Policymakers seem to face a trade-off when designing national trade and investment policies related to clean energy sectors. They have pledged to address climate change and accelerate the large-scale deployment of renewable energy technologies, which would benefit
An update on UNFCCC efforts to promote technology transfer between countries.
The commercial sector of the U.S. economy is in a unique position to drive growth in the solar photovoltaic (PV) market, widening it geographically as well as increasing its total size. The retailers, multinational companies, and
Commercial-scale switchgrass production is projected to involve substantial increases in agricultural land acreage, with new acres coming from a combination of conservation reserve program (CRP) acreage, other cropland currently used as pasture, a reduction of winter
Wind energy needs stable policy support in the United States in order to keep creating jobs.
Assisting poor countries now and in the future in adapting to climate change must be a top priority.
Technology has long powered human progress, and remains central to global development. In the decades ahead, developing and deploying clean energy, low carbon technologies will also play a crucial role in countering perhaps the biggest global threat of our times: climate change.
The political debate concerning climate change and global trade and investment flows has increasingly taken on a defensive posture in the United States and other developed countries. The spotlight has been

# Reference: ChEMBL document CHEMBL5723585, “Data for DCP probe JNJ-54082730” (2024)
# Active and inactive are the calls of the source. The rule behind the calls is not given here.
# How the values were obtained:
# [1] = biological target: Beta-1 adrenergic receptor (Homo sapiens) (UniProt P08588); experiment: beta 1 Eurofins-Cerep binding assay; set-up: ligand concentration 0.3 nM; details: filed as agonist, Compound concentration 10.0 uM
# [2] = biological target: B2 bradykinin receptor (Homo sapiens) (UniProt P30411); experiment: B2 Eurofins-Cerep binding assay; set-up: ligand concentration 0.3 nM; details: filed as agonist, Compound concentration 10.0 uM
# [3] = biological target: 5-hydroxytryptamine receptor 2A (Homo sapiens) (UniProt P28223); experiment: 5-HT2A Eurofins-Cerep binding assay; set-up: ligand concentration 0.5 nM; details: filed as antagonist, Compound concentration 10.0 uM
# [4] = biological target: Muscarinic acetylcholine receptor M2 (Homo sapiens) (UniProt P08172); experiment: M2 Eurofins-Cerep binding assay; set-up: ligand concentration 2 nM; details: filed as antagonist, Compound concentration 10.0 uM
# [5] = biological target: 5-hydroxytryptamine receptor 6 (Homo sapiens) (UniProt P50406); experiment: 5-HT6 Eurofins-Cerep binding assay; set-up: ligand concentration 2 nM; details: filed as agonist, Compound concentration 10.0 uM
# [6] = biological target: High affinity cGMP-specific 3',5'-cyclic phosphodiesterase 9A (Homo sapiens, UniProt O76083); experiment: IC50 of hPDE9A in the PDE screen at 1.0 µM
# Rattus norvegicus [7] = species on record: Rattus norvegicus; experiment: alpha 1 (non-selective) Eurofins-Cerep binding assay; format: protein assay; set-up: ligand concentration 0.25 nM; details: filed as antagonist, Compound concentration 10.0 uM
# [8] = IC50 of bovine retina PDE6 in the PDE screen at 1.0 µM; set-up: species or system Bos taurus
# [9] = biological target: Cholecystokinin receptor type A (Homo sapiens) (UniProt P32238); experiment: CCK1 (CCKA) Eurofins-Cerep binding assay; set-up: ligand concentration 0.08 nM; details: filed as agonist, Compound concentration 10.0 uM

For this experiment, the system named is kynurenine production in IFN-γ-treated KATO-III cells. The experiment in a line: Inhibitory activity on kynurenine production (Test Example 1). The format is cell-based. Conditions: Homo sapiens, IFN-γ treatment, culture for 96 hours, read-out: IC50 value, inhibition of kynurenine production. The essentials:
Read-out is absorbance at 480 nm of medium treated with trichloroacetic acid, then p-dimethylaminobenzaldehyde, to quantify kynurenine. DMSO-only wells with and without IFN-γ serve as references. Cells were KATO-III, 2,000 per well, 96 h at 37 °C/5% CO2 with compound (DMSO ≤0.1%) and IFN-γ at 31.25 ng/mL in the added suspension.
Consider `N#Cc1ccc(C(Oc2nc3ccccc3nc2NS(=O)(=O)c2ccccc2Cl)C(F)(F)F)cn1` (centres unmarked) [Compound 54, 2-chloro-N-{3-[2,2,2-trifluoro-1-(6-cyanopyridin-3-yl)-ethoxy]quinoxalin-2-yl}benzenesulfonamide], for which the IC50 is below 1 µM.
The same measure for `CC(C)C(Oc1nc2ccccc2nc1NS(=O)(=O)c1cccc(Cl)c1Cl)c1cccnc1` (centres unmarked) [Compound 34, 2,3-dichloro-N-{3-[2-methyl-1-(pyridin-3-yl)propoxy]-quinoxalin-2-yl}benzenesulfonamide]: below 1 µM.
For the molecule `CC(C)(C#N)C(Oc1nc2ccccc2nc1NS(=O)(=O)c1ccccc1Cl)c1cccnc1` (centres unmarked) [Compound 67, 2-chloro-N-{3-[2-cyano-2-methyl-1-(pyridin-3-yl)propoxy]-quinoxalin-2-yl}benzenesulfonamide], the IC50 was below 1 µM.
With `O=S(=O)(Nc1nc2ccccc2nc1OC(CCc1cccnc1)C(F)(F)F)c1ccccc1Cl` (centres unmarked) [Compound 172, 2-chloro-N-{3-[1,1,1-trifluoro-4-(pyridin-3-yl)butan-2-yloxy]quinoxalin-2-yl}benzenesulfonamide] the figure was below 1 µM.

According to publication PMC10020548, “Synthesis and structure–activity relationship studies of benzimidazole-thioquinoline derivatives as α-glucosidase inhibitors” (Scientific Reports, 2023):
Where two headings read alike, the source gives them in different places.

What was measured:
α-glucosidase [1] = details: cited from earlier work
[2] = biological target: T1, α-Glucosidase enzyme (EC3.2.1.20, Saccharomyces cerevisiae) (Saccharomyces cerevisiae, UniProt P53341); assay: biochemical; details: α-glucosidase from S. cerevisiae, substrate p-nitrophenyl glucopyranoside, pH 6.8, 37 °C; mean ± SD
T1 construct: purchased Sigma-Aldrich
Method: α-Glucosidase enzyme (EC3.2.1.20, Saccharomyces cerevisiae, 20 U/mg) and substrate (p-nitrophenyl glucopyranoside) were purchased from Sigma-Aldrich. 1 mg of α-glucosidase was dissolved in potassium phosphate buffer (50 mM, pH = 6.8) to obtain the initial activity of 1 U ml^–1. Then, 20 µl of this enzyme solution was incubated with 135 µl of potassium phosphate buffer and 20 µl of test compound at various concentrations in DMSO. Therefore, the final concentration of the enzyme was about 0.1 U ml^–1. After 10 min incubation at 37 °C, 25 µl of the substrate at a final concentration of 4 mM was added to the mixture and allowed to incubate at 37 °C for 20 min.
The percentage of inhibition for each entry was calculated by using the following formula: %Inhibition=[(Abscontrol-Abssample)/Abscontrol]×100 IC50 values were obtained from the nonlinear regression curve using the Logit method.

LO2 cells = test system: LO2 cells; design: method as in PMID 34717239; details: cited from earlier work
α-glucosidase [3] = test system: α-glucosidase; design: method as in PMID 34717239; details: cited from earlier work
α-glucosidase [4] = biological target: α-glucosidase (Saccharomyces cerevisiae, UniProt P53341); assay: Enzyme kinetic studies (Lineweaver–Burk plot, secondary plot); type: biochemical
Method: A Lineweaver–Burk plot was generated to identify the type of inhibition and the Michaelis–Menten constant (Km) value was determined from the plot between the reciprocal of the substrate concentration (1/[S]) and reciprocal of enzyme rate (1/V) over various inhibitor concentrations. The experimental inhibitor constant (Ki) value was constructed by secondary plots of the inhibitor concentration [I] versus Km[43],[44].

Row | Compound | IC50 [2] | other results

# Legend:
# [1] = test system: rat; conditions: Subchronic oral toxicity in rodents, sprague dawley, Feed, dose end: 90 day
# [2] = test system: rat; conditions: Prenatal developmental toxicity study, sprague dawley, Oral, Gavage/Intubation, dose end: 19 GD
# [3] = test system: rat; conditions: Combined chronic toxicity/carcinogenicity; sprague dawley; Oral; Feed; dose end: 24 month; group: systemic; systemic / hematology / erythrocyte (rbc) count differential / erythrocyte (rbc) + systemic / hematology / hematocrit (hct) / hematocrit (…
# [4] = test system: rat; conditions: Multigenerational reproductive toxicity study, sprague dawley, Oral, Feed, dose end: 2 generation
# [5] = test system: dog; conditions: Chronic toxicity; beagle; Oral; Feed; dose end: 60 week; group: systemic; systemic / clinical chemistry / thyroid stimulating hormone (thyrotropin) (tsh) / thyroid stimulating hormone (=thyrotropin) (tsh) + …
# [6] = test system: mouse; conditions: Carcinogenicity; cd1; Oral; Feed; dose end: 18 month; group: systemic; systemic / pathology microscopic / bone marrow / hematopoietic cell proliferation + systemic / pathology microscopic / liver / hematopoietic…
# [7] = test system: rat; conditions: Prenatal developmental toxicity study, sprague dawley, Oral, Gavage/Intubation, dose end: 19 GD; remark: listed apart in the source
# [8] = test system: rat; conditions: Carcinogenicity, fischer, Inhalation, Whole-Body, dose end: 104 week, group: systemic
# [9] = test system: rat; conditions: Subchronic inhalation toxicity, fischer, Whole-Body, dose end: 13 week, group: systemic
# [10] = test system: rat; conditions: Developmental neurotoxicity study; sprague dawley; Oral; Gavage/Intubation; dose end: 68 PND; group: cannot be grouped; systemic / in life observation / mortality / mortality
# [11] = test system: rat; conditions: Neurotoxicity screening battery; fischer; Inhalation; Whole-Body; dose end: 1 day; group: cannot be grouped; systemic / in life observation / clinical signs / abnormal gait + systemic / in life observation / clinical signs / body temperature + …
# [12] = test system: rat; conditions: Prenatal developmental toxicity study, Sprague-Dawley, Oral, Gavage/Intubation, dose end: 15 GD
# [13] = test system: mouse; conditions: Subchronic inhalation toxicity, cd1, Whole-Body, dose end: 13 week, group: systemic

Leaders must overcome the mistrust that has characterized recent U.S.-India relations on climate change and energy.
WRI identifies key elements for a successful and possible outcome in Copenhagen.
This paper identifies the key elements needed to ensure enhanced action on technology transfer and development and then evaluates the approaches taken in major country positions. It finds a number of important convergences in these positions and
The [Clean Energy Jobs and American Power Act of 2009][act-link] (CEJAPA) provides a number of provisions that facilitate the demonstration and deployment of carbon dioxide capture and storage (CCS) technologies. This document provides a brief overview of the most important of these. Coal use is responsible for over 40 percent of global carbon dioxide emissions[^1], and significant, deliberate action will be required to reduce these emissions. The CEJAPA lays a foundation for moving CCS technology to scale by reducing costs and providing funding for demonstrations.
This review is based on the Clean Technology Fund Investment Plans that have been publicly disclosed on the Climate Investment Fund website as of 25 October 2009.
The New Ventures directors answer questions about what small, sustainable companies can do to boost local economies and protect the environment.
S. 1502 would establish a program managed by the Department of Energy to create a trust fund to ensure prompt compensation for any damages from the geologic storage of carbon dioxide.
Technology is a key component of the Bali Action Plan, which underpins the cu
Australia and other nations rich in solar resources should invest in concentrating solar thermal (CST), a key low-carbon technology.
As biofuel production ramps up, counting all the associated greenhouse gas impacts is critical to good energy and climate policy.
A consensus is emerging on technology transfer in an international climate agreement, though sticking points remain.